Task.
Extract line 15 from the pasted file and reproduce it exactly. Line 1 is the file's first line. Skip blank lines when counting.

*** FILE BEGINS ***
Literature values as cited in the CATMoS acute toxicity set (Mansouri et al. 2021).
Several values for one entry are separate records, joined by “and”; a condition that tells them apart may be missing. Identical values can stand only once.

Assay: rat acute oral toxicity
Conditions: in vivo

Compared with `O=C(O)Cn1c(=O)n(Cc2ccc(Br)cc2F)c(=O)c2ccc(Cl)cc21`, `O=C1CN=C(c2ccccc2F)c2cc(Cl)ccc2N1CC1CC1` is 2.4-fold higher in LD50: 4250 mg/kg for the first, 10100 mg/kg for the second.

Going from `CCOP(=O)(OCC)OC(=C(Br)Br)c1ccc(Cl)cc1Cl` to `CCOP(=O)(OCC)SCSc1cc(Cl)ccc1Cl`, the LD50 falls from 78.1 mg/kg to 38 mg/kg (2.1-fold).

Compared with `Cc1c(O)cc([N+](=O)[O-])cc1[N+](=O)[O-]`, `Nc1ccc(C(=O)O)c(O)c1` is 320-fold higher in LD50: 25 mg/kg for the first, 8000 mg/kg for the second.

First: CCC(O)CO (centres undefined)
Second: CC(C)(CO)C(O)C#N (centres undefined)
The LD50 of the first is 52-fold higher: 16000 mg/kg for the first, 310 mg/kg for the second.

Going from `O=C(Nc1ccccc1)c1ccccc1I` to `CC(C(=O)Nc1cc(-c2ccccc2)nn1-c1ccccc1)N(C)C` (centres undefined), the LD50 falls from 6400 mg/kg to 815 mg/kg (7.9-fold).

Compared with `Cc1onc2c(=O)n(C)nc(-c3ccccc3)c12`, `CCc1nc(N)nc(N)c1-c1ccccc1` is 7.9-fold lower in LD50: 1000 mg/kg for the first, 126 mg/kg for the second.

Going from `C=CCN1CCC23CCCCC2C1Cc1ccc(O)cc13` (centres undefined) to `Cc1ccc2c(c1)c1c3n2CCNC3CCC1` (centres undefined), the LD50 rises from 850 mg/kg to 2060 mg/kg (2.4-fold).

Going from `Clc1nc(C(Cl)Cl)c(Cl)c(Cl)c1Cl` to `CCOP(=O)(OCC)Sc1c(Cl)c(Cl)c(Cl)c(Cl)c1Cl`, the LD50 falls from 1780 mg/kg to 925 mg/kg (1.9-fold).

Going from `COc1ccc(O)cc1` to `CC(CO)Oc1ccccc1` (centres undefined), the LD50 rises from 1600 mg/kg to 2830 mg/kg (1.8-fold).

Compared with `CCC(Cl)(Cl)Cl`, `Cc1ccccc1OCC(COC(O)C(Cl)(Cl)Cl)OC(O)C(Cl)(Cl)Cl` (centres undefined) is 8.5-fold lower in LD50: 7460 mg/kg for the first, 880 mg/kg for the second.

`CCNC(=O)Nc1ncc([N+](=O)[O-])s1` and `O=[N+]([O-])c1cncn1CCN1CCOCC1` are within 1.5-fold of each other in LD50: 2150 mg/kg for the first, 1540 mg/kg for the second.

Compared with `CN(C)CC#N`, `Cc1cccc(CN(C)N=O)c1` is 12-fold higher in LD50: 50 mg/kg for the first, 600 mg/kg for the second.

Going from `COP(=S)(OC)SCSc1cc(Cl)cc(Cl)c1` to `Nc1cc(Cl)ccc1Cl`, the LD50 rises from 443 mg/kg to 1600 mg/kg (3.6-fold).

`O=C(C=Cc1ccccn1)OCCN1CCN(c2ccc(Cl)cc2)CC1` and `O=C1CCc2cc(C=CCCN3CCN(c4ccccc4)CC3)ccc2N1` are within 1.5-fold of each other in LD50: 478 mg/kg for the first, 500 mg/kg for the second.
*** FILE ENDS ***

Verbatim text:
Going from `COc1ccc(O)cc1` to `CC(CO)Oc1ccccc1` (centres undefined), the LD50 rises from 1600 mg/kg to 2830 mg/kg (1.8-fold).